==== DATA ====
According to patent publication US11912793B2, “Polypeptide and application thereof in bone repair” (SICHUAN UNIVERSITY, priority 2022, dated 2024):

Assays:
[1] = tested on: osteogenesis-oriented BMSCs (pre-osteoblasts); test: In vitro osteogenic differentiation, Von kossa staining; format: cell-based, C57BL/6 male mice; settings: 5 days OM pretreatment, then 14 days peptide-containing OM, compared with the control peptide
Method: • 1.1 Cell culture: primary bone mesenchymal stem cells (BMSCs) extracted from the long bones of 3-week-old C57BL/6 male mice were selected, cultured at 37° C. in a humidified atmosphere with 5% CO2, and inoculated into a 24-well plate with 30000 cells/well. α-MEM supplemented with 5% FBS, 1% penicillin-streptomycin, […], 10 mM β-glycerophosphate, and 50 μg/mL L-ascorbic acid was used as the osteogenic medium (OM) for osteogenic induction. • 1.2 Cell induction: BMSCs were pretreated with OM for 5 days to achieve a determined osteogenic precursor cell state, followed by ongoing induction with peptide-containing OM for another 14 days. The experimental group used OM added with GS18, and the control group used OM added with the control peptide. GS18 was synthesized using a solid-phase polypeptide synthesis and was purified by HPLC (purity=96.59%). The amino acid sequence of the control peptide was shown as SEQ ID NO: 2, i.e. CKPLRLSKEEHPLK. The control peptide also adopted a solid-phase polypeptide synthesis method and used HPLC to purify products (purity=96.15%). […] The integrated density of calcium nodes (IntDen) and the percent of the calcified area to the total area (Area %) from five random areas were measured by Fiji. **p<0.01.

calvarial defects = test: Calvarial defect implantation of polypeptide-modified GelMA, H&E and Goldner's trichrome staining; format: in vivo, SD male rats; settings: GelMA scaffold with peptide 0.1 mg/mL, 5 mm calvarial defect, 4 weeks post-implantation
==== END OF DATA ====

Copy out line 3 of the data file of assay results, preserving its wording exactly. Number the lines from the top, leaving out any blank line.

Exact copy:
[1] = tested on: osteogenesis-oriented BMSCs (pre-osteoblasts); test: In vitro osteogenic differentiation, Von kossa staining; format: cell-based, C57BL/6 male mice; settings: 5 days OM pretreatment, then 14 days peptide-containing OM, compared with the control peptide